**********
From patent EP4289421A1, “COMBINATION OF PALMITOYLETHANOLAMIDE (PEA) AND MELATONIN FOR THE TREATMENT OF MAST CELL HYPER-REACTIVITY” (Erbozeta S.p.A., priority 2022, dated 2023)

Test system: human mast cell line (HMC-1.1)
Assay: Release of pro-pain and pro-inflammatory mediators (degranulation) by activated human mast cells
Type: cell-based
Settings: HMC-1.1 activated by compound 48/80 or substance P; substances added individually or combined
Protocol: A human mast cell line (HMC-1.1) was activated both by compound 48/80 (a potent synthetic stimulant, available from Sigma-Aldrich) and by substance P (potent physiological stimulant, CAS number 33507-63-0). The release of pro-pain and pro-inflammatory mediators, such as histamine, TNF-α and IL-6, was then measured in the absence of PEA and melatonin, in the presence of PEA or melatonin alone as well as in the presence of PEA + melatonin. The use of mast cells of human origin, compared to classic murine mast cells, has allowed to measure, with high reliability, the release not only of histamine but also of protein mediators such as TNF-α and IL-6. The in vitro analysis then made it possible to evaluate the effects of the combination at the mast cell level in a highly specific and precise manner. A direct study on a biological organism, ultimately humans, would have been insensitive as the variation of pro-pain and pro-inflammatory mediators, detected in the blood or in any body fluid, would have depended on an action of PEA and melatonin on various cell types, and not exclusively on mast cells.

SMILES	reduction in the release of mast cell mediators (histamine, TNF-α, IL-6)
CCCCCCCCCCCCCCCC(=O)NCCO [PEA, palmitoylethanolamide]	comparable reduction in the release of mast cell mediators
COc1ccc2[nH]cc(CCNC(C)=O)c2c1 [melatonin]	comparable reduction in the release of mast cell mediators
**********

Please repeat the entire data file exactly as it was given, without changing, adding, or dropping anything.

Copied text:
From patent EP4289421A1, “COMBINATION OF PALMITOYLETHANOLAMIDE (PEA) AND MELATONIN FOR THE TREATMENT OF MAST CELL HYPER-REACTIVITY” (Erbozeta S.p.A., priority 2022, dated 2023)

Test system: human mast cell line (HMC-1.1)
Assay: Release of pro-pain and pro-inflammatory mediators (degranulation) by activated human mast cells
Type: cell-based
Settings: HMC-1.1 activated by compound 48/80 or substance P; substances added individually or combined
Protocol: A human mast cell line (HMC-1.1) was activated both by compound 48/80 (a potent synthetic stimulant, available from Sigma-Aldrich) and by substance P (potent physiological stimulant, CAS number 33507-63-0). The release of pro-pain and pro-inflammatory mediators, such as histamine, TNF-α and IL-6, was then measured in the absence of PEA and melatonin, in the presence of PEA or melatonin alone as well as in the presence of PEA + melatonin. The use of mast cells of human origin, compared to classic murine mast cells, has allowed to measure, with high reliability, the release not only of histamine but also of protein mediators such as TNF-α and IL-6. The in vitro analysis then made it possible to evaluate the effects of the combination at the mast cell level in a highly specific and precise manner. A direct study on a biological organism, ultimately humans, would have been insensitive as the variation of pro-pain and pro-inflammatory mediators, detected in the blood or in any body fluid, would have depended on an action of PEA and melatonin on various cell types, and not exclusively on mast cells.

SMILES	reduction in the release of mast cell mediators (histamine, TNF-α, IL-6)
CCCCCCCCCCCCCCCC(=O)NCCO [PEA, palmitoylethanolamide]	comparable reduction in the release of mast cell mediators
COc1ccc2[nH]cc(CCNC(C)=O)c2c1 [melatonin]	comparable reduction in the release of mast cell mediators